I've been meaning to post this for a while; thanks to @Point Five for giving me the springboard to finally get this down in writing:
I really agree with this. Plus, as I mention every year when we do Andy's contest, the overall scores are skewed because they are tightly bunched together -- everyone here is a good grader. In this particular contest, the lower scores 'look' low but they still roughly mean you're in the ballpark with CGC's grading on 3 (or 4!) out of the 4 books. For the average collector, that is pretty f'n hard to do.
I don't think it's possible to overstate this. It gets to the very heart of why third party grading is so important. For those of you who weren't collecting before the advent of CGC, it was really, really, reaaaaallllly, really the bad old days. I had a good solid decade to deal with rampant and horrific overgrading and undisclosed restoration, and I'm incredibly thankful that I didn't have a lot of money to buy "big books." There are a lot of people who had to deal with it a lot longer than I did.
As books got more and more expensive, and buyers were willing to pay more and more for them, the temptation to "fiddle" with books and overstate their condition...by a little or a lot...became much too great for much too many people. There are people that, to this very day, have not recovered the value of what they paid in, say, the mid 90s for a super key book that ended up being restored. One can be grateful that comics weren't *that* expensive in the 70s and 80s, but things were ramping up pretty hard in the 90s...$50,000 sales for key GA books were not uncommon, and five figure sales for Silver Keys were becoming common, too.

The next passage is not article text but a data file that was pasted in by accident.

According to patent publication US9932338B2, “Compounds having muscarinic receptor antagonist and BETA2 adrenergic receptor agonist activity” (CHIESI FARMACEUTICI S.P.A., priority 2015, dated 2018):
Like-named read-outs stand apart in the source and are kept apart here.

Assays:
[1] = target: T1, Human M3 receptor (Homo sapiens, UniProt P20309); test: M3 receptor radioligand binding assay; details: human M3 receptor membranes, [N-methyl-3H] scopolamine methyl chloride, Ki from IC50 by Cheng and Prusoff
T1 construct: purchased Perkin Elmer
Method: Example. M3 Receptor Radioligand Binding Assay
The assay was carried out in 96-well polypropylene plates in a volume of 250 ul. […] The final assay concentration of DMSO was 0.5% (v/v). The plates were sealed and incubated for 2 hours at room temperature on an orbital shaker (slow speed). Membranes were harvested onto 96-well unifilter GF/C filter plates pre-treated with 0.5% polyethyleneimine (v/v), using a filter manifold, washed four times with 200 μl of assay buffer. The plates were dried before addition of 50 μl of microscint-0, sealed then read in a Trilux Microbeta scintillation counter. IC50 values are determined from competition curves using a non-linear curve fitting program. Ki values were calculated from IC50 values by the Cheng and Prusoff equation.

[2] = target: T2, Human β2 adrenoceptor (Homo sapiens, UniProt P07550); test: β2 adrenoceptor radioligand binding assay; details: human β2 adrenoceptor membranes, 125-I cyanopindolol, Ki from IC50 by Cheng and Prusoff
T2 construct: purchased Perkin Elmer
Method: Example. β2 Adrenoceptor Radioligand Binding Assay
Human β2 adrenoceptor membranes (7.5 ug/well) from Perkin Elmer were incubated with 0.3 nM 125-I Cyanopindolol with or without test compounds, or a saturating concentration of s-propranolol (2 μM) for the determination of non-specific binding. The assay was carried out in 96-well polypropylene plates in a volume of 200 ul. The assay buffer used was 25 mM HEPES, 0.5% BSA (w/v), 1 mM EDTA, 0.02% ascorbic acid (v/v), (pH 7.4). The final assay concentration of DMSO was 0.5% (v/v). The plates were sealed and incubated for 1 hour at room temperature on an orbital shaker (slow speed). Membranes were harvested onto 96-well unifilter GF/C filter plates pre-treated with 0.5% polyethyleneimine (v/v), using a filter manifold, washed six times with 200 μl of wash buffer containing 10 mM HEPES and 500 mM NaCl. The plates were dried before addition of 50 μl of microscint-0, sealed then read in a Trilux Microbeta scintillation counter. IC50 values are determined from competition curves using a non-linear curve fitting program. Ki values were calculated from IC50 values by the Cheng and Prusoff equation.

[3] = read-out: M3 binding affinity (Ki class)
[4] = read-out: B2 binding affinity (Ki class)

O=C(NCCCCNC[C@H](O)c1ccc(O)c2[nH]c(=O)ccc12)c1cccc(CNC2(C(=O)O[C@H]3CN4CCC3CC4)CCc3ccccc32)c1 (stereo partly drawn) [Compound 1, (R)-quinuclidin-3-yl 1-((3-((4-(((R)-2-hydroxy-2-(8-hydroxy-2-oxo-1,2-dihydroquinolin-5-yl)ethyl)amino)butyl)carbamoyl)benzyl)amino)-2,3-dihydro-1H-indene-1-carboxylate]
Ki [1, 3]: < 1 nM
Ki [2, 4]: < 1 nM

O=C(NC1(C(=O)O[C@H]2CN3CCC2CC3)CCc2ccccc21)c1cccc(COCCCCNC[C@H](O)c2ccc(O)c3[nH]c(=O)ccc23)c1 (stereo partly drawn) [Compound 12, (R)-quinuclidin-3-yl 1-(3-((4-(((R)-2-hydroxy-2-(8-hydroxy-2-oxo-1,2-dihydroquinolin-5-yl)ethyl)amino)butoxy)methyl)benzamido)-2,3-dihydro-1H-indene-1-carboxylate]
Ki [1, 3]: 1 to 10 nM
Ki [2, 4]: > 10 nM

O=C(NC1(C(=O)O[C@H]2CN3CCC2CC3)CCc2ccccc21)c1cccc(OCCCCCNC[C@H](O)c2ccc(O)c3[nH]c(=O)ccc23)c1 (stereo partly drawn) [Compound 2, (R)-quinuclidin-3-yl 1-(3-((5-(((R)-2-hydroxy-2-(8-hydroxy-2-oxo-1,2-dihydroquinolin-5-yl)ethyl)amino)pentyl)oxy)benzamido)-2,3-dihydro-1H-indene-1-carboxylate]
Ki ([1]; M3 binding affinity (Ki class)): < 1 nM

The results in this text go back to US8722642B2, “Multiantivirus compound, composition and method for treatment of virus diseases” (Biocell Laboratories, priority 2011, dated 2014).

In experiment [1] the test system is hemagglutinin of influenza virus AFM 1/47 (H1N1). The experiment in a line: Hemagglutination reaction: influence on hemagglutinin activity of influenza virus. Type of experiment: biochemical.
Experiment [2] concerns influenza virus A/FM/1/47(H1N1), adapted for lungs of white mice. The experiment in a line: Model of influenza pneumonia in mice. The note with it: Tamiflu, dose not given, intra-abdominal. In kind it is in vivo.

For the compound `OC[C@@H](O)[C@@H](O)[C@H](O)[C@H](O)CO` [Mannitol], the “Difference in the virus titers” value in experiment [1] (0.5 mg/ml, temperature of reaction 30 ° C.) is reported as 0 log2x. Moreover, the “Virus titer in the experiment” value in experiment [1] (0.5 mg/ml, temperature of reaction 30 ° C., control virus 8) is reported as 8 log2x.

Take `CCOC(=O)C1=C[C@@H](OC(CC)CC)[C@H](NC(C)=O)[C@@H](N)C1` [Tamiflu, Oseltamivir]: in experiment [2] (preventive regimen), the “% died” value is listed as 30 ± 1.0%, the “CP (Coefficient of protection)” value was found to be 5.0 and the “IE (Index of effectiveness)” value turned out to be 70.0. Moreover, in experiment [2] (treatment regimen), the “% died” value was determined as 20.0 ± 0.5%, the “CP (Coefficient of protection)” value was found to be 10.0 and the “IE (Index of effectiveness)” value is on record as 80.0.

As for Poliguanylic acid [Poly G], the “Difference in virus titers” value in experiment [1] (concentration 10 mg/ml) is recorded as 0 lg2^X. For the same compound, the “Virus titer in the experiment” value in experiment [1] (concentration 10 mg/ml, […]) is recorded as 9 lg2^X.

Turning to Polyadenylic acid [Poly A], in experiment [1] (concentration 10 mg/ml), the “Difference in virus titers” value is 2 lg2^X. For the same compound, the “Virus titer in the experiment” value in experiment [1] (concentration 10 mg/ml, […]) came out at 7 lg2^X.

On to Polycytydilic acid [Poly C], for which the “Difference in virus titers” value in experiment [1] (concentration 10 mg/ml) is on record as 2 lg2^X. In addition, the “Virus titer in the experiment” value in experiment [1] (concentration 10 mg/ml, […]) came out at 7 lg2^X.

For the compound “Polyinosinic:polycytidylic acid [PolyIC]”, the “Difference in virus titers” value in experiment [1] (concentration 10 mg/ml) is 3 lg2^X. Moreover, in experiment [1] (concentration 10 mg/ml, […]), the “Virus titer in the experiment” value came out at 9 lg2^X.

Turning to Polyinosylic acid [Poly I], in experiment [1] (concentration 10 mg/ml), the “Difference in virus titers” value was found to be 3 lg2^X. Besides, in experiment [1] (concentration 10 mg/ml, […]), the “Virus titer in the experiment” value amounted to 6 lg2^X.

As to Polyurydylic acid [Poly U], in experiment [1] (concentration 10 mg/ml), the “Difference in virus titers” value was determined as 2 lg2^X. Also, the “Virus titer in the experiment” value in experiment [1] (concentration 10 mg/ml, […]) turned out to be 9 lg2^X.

And just because you bought from a "nationally known and respected dealer" didn't make you immune. The guys with impeccable credentials...well deserved, I might add...occasionally got stung themselves, unknowingly, and unknowingly passed those on to their customers. And there were (and still are) a LOT of frauds and cheats out there, like Gerry Ross, Danny Dupcak, and Daniel Patterson (the "esteemed" owner of PGX.)
We are so very, very spoiled to have had a third party grading service...CGC...that has taken their job seriously, and their consistency over time has made the entire industry a far, FAR safer place to spend your money. Not only are there direct benefits in properly graded and restoration checked books, but indirect benefits, such that it's made everyone tighten up their own grading to a degree that we now quibble over QUARTER grades ("I think this is a 9.0." "Nah, that's no better than an 8.5!") You should see the brawls I used to get into with eBay sellers who sold me "mint" books that wouldn't grade higher than 6.0, or my Batman #11 (yes, THAT one) that was graded "VG/F" only to show up with every single page detached from every other page, with every page crumbling to pieces they were so brittle.
We no longer have to have 10,000 separate grading systems, like in the past, and sellers are much less likely to play the "well, *I* think it's Near Mint!" game on 7.0 books. Everyone has a reasonable standard by which to judge, a benchmark, a foundation from which to start. "CGC says this is an 8.0. Ok, I see how they arrived at that." You don't necessarily have to agree...that's the important part...but at least you have a third party, unrelated to the buying or selling of the book, without a "horse in the race", that gives their unbiased opinion as to what the book you've got in front of you is...and that it is either complete, or does, or does not, have restoration. And you're not likely to hear the once common "NM?? You're nuts, that thing's no better than a Fine!", and vice versa, ringing through the halls of your local convention.
It's forced everyone...willingly or not, happily or not...to become better graders, whether you're dealing with slabs, or raws, or both. And those who have refused, those who completely poo-poo CGC and third party grading in general, have been, rightfully I think, left behind.
No, we are so far beyond the bad old days, it's like we went from living in caves to Metropolis, all in the span of 20 years. And for that, I am very, VERY grateful...and maybe everyone who buys or sells comics as collectibles should be, too.